Michigan restricts use of restraints on teens in courts

The Michigan Supreme Court is restricting the use of handcuffs and other restraints on juveniles when they appear in court.

They can’t be used unless a judge determines that a restraint would prevent harm or there’s a belief that a child might dash from the courtroom, the Supreme Court said in a rule adopted 5-2.

"The court shall provide the juvenile’s attorney an opportunity to be heard before the court orders the use of restraints," the Supreme Court said Wednesday. "If restraints are ordered, the court shall state on the record or in writing its findings of fact in support of the order."

Justice Megan Cavanagh noted that 31 other states have procedures governing the use of restraints in court.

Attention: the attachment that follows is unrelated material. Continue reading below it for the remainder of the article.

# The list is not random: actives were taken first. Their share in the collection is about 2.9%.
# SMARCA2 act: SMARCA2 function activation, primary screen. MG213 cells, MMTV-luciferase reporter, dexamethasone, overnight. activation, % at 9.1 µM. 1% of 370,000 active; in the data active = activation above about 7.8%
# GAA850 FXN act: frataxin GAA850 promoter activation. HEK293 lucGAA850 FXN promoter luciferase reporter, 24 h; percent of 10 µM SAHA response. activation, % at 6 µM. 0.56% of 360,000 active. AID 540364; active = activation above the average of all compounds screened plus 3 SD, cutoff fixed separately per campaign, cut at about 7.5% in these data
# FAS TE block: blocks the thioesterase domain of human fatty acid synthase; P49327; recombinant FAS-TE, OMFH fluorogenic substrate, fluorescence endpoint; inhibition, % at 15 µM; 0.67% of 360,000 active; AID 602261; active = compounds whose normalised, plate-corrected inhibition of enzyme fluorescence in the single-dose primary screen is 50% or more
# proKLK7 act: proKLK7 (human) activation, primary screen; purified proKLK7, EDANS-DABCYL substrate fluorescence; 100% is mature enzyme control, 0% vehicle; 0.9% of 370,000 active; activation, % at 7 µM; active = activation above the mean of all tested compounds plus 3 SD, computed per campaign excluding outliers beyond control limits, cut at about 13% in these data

"While no one seriously disputes that courtroom safety is important, studies show that shackling youth has little effect on courtroom safety and is inconsistent with the rehabilitative goals of the juvenile justice system, which are not punitive in nature," Cavanagh said.

The court’s only former trial judges, David Viviano and Brian Zahra, disagreed with the new rule and said it’s confusing.

"We should allow considerable flexibility for trial judges to manage their own courtrooms, including making determinations regarding the level of security that is necessary to protect the safety and security of all involved," Viviano wrote.